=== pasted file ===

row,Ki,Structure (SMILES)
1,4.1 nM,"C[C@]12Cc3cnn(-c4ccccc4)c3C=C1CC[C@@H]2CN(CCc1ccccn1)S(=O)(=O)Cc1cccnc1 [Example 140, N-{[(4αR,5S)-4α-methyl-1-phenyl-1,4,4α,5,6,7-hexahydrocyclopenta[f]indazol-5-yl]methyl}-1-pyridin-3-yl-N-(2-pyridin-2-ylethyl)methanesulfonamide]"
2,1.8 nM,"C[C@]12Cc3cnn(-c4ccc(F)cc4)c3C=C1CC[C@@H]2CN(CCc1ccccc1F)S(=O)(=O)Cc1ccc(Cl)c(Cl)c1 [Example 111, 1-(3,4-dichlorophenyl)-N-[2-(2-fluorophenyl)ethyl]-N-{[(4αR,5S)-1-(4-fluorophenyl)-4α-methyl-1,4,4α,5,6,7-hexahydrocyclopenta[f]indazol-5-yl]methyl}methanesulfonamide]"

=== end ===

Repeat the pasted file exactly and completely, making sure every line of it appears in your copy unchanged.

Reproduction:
row,Ki,Structure (SMILES)
1,4.1 nM,"C[C@]12Cc3cnn(-c4ccccc4)c3C=C1CC[C@@H]2CN(CCc1ccccn1)S(=O)(=O)Cc1cccnc1 [Example 140, N-{[(4αR,5S)-4α-methyl-1-phenyl-1,4,4α,5,6,7-hexahydrocyclopenta[f]indazol-5-yl]methyl}-1-pyridin-3-yl-N-(2-pyridin-2-ylethyl)methanesulfonamide]"
2,1.8 nM,"C[C@]12Cc3cnn(-c4ccc(F)cc4)c3C=C1CC[C@@H]2CN(CCc1ccccc1F)S(=O)(=O)Cc1ccc(Cl)c(Cl)c1 [Example 111, 1-(3,4-dichlorophenyl)-N-[2-(2-fluorophenyl)ethyl]-N-{[(4αR,5S)-1-(4-fluorophenyl)-4α-methyl-1,4,4α,5,6,7-hexahydrocyclopenta[f]indazol-5-yl]methyl}methanesulfonamide]"